Happy St. Patrick's Day. Be good out there.

Monday, March 16, 2009

How is Tracy Morgan Not on Animal Planet?

When I saw that Tracy Morgan was returning to Saturday Night Live to host, I had only one wish for the episode: A "Brian Fellow's Safari Planet" skit. Thank you, SNL.

Why I think this character is so funny, I don't know. When I've tried to explain Brian Fellow to someone who hasn't seen it, I get blank stares in return. But somehow, Tracy yelling "I'm Brian Fellows!" to the camera just hits that funny bone. That's crazy!

Sunday, March 15, 2009

Today's Photo - 03/15/09

Winter is definitely over when the Dairy Queen on Packard opens for the spring.

Actually, I think it opened on March 2, when it was cold as hell outside. Not much of a line then. You can't see it in the photo, but there was quite a line at around 4:30 p.m. today. And everyone was in a good mood.

(Oh, and I'm sure you wanted to know: I got a small Heath Blizzard.)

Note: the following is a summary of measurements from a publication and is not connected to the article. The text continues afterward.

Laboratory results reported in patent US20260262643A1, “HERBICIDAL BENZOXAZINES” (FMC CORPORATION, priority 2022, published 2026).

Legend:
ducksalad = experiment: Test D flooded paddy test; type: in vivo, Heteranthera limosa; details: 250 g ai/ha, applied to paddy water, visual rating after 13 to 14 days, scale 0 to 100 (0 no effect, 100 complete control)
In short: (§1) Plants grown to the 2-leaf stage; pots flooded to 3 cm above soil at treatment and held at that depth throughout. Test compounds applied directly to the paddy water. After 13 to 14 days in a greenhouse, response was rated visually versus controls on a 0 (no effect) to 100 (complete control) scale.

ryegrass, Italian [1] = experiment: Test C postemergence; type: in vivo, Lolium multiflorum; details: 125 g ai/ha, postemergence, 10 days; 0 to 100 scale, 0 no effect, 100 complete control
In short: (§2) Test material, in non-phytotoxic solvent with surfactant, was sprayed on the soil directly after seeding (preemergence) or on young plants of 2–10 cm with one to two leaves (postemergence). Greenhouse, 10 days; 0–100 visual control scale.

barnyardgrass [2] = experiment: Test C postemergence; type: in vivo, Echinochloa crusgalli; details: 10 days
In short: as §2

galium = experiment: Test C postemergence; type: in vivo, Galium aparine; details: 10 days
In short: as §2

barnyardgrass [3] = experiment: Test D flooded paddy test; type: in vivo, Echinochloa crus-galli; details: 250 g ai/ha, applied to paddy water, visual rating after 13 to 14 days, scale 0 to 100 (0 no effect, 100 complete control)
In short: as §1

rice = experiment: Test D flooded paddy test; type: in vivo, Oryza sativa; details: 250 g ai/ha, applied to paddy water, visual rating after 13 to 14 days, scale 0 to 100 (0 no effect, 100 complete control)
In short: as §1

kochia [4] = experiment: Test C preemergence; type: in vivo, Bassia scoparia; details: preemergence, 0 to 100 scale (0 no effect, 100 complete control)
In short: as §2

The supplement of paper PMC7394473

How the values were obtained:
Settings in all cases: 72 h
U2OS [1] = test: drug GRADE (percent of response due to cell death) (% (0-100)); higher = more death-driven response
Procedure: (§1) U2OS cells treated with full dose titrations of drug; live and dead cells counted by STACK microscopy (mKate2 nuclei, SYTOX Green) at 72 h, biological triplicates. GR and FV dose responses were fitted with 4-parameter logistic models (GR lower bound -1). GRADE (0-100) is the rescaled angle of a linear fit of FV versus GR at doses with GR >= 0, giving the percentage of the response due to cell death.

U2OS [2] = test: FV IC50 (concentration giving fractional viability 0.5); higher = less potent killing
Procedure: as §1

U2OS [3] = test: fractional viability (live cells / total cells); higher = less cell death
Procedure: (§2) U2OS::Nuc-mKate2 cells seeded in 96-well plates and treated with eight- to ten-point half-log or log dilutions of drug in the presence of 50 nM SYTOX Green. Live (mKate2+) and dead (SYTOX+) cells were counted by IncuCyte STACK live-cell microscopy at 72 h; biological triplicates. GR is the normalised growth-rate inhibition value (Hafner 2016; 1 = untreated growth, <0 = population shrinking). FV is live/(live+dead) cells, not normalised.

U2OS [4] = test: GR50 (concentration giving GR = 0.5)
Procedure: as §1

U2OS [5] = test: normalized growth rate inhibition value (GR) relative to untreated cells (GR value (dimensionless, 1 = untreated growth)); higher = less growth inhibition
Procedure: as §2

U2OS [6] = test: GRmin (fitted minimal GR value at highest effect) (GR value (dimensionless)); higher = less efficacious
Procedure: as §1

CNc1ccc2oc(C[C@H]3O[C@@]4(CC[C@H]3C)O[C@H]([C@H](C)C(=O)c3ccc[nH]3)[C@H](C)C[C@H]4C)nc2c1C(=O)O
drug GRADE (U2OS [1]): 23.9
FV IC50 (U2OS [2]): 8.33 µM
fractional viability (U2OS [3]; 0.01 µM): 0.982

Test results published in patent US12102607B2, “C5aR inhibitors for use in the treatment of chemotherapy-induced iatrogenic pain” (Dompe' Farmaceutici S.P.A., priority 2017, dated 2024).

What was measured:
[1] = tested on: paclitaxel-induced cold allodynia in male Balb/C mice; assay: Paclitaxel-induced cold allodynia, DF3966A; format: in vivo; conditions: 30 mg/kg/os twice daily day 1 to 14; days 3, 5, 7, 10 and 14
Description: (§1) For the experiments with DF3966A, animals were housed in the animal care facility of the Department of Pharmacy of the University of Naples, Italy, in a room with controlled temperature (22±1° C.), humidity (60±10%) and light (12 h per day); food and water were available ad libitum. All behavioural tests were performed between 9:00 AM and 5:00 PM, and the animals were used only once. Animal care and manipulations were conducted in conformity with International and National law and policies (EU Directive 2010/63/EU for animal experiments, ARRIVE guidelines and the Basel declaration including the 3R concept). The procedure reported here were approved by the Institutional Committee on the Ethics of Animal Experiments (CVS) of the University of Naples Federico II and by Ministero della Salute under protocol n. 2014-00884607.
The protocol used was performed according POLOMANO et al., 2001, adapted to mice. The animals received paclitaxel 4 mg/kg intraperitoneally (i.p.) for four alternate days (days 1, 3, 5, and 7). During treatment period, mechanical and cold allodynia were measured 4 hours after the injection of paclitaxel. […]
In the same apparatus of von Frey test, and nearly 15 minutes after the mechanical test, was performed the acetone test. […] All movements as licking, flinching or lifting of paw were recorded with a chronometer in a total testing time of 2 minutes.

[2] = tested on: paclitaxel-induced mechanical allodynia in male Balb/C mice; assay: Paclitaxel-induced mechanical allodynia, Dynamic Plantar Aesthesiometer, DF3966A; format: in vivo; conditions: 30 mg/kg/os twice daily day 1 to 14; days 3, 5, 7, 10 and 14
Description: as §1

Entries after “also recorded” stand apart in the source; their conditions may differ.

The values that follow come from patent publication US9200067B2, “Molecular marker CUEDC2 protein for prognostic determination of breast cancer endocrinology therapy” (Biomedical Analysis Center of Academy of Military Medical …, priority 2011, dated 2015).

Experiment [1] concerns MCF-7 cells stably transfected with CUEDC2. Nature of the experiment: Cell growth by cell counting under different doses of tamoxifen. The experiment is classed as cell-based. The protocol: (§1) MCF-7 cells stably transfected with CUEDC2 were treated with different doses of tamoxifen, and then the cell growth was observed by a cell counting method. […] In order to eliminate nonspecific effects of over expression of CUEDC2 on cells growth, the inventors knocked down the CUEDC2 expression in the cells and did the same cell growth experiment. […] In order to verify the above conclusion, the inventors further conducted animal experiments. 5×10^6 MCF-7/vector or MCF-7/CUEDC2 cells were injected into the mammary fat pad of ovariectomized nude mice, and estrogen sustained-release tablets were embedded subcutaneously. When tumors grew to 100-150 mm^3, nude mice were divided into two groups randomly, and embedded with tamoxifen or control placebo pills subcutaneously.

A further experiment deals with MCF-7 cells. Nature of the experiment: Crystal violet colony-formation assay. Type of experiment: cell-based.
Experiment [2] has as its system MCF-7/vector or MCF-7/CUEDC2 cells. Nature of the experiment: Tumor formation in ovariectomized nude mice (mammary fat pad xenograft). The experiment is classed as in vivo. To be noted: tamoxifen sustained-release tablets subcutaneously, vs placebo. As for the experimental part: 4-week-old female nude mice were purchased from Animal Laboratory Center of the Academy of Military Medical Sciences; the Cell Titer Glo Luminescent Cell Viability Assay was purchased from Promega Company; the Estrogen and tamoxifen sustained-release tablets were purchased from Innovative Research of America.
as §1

Thursday, March 12, 2009

Even Lex Luthor Needs a Bailout

When the greatest criminal mind of our time (well, at least in 1978) can't even afford to bankroll another fiendish scheme to destroy Superman, you know our economy is really struggling.

Maybe you need one of those Congressional hearings, Lex.

And a nice bald wig on Jon Hamm there, eh?

Perhaps this was also a tip of the cap to those in the geeksosphere who think he'd make a fine Superman whenever another one of those movies gets made. (I think I'd count myself among that group, though he might be a big too old for the role now. Seems crazy to say when Hamm's career is just catching fire, though.)

(via Geek Tyrant)

Wednesday, March 11, 2009

No Podcast Tonight

UPDATE (9:30 p.m.): I've been out all day, and unfortunately, didn't get a chance to check my e-mail until just now. The podcast has been postponed for tonight. We'll probably do an AL Central roundtable of some sort next week. Apologies for the mix-up, and if you were planning to listen tonight, thank you.